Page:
HC Deb 09 March 1871 vol 204 cc1750-3

moved the nomination of the Select Committee on Westmeath, &c., Unlawful Combinations. Select Committee nominated: — Marquess of HARTINGTON, Mr. DISRAELI, Mr. SOLICITOR GENERAL for IRELAND, Mr. HARDY, Sir GEORGE GREY, Colonel WILSON PATTEN, Mr. DOWNING, Viscount SANDON, Mr. JAMES, Mr. PEMBERTON, Mr. MAGUIRE, Mr. RUSSELL GURNEY, Mr. GREGORY, Mr. BRUEN, and Mr. Serjeant SHERLOCK:—Power to send for persons, papers, and records; Five to be the quorum.


Sir, when the noble Lord the Chief Secretary of the Lord Lieutenant of Ireland moved the appointment of this Committee, the noble Lord intimated that it was to be a Secret Committee; but in subsequent discussions the right hon. Gentleman the First Lord of the Treasury declared that the Committee was to act upon the ordinary powers vested in all Select Committees of this House, whereby they would exercise a discretion as to whether they would suppress any parts of the evidence given before them in their Reports to this House. But the right hon. Gentleman added that, although this was a Select Committee, it would not have power to report its opinion with respect to any remedy for the present disturbed state of the county of Westmeath, and the adjoining counties, to the House. Now, Sir, I have examined the precedent which was established in 1852, and I find from the Report of the Committee in that instance that it was appointed at the instance of Mr. Napier, at that time Attorney General for Ireland, in these terms— To inquire into the state of those parts of the counties of Armagh, Monaghan, and Louth, which were referred to in Her Majesty's Speech, into the immediate cause of crime and outrage in those districts, and into the efficiency of the laws, and of their administration for the suppression of such crime and outrage. In the Journals of this House I find entries from which I learn that this Committee was appointed on the 19th of March, 1852, and that on the 4th of May following, it was ordered by the House that the Committee should have power to report their opinion, together with the Minutes of Evidence taken before them, to this House. Now, it appears to me that this is a case precisely in point. Whenever the House appoints a Select Committee it appoints what is a delegation of its own; and I believe it to be consistent with all usage that, inasmuch as such Committee emanates from this House, so, as its delegation, it is reponsible to the House, and that its Report must be made to this House, as the sole source of the authority by which it calls for persons and Papers, and enters into an examination of them. If the Committee now proposed to be nominated by the Government is not, or if there is to be an understanding that it is not, to report the evidence it takes, or its own opinion, to the House, then it will have been appointed upon terms different from those I have ever known in any previous case of the appointment of a Select Committee, because, in this instance, a Select Committee of the House will have been appointed, as it were, to be an assistant department of the Executive. The right hon. Gentleman shakes his head. Well, if that is not the case, I hope the right hon. Gentleman will explain that this Committee is to have the power of reporting to the House any portion of the evidence it may think fit—[Mr. GLADSTONE: Hear, hear!]—and to report any opinion it may arrive at to this House. [Mr. GLADSTONE: Hear, hear!] Because, as far as the debates have gone hitherto, the inference to be drawn is directly the reverse. [Mr. GLADSTONE: No, no!] And if the right hon. Gentleman, in the present disturbed state of the districts concerned in the Inquiry, had come down to the House and announced that he wished to appoint a Royal Commission, under the powers of the Crown, and had selected certain Members of the House to serve upon it, I feel convinced that the House would not have objected. Or, if he had brought in a Bill to constitute a Parliamentary Commission, under the provisions of such a measure, the House might have directed the Commission to report to Her Majesty. Then the Government would have had full discretion as to whether they would report any part of the evidence taken, or the opinions of the Commissioners, to the House. I beg now to move, in accordance with the precedent of the year 1852, to which I have referred, that the Select Committee on Unlawful Combinations, &c., in Westmeath, and adjoining parts of Meath and King's County, have power to report the evidence taken before them, together with their opinion thereon, to this House. I make that Motion, because it is the impression not only on my own mind, but on the minds of other Members of the House, that this Committee is appointed in unusual terms, and unless the right hon. Gentleman shows that it is not, I shall take the opinion of the House upon the question.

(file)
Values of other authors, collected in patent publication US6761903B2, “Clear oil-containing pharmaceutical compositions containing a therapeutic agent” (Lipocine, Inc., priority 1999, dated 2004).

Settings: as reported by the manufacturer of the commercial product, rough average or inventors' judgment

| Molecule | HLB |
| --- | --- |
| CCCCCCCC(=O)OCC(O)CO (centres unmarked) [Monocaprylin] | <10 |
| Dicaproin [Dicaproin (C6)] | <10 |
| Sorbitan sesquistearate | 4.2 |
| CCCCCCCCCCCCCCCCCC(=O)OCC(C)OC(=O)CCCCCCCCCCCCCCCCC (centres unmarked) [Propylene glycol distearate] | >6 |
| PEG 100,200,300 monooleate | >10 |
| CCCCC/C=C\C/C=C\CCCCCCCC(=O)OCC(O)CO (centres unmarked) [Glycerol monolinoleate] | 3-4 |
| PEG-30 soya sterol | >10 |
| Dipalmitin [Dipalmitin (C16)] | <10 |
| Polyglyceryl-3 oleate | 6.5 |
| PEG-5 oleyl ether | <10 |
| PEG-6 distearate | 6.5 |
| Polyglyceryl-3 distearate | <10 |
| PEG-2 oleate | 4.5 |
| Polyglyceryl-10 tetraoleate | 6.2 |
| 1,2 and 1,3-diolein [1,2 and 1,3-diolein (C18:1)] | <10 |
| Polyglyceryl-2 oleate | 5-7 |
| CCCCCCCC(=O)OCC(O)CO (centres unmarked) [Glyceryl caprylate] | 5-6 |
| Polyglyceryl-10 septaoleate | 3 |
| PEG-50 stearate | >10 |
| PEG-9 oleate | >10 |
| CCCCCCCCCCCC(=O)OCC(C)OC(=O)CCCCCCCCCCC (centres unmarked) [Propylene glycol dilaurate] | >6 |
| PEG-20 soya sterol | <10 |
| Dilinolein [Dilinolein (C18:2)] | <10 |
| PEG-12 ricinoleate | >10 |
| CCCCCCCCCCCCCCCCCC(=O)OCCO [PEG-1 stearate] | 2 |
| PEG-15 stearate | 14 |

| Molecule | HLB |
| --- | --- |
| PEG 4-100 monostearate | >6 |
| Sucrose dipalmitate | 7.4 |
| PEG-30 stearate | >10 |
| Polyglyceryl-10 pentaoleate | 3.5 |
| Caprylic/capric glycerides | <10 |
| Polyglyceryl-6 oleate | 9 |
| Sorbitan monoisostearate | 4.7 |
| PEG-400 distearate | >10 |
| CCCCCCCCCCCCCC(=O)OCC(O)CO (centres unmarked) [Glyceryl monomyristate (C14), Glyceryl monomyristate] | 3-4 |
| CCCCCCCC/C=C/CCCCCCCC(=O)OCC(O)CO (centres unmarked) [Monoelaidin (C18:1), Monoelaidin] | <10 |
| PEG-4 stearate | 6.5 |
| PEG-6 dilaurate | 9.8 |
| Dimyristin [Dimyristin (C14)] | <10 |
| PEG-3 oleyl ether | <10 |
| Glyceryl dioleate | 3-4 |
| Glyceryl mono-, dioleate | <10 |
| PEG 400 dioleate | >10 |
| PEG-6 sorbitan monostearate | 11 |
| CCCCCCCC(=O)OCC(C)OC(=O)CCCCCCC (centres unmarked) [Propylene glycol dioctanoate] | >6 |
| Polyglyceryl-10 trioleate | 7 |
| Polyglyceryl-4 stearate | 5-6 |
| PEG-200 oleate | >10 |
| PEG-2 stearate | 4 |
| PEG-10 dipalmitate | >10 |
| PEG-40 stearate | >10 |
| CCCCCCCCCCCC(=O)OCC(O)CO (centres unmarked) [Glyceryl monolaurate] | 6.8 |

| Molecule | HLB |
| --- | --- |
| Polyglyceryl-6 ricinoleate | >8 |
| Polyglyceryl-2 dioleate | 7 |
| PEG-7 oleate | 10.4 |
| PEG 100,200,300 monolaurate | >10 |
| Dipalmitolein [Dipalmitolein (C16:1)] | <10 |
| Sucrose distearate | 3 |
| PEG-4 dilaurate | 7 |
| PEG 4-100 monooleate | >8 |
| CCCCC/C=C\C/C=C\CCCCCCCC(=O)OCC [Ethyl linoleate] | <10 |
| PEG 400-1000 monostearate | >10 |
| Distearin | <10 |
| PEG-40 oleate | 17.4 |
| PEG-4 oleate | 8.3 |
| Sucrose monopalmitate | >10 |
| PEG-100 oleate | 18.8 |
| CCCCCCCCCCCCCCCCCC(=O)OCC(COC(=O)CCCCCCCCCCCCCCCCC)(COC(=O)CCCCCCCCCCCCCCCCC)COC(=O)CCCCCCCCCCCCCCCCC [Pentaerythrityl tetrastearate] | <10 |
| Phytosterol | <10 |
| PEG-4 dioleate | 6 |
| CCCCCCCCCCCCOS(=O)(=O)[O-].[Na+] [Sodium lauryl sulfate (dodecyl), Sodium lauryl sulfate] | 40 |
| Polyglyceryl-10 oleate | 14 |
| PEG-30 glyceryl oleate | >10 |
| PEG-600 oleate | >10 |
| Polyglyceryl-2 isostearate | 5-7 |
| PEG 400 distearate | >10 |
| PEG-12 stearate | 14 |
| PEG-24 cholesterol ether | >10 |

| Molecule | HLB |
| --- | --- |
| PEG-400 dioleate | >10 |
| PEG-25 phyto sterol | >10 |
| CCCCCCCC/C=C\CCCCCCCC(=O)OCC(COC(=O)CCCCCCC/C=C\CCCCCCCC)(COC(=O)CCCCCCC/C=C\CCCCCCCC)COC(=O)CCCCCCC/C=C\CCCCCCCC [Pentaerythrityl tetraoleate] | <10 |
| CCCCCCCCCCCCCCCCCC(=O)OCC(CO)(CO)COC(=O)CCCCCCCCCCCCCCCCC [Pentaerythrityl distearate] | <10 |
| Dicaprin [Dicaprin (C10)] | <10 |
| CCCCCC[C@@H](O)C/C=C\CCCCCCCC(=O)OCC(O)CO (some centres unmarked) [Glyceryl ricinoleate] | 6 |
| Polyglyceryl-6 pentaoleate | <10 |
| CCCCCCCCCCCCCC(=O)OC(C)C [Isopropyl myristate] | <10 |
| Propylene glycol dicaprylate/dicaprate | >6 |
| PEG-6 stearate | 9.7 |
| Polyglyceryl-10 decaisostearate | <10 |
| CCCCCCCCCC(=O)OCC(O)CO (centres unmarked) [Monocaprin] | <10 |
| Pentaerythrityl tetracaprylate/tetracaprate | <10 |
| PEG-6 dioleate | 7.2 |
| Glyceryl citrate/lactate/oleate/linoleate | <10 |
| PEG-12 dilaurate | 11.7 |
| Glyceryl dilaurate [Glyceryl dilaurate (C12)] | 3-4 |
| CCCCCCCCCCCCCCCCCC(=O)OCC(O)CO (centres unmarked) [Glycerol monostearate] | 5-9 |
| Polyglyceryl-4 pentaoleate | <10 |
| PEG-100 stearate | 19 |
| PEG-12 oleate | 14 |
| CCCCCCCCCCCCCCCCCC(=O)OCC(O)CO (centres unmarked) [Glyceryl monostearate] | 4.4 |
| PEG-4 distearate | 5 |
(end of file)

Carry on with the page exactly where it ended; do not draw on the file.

Motion made, and Question proposed, That the Select Committee have power to report the Evidence taken before them, and their Opinion thereon to the House,"—(Mr. Newdegate.)


said, that as the Motion was now framed he had no objection to it.


asked whether the Order of Reference would enable the Committee to inquire into the question of how the Government had exercised the powers which they already possessed?


understood that this must form part of the Inquiry to be entered upon by the Committee.

Question put, and agreed to.

  1. GAME LAWS AMENDMENT (NO. 2) BILL. 44 words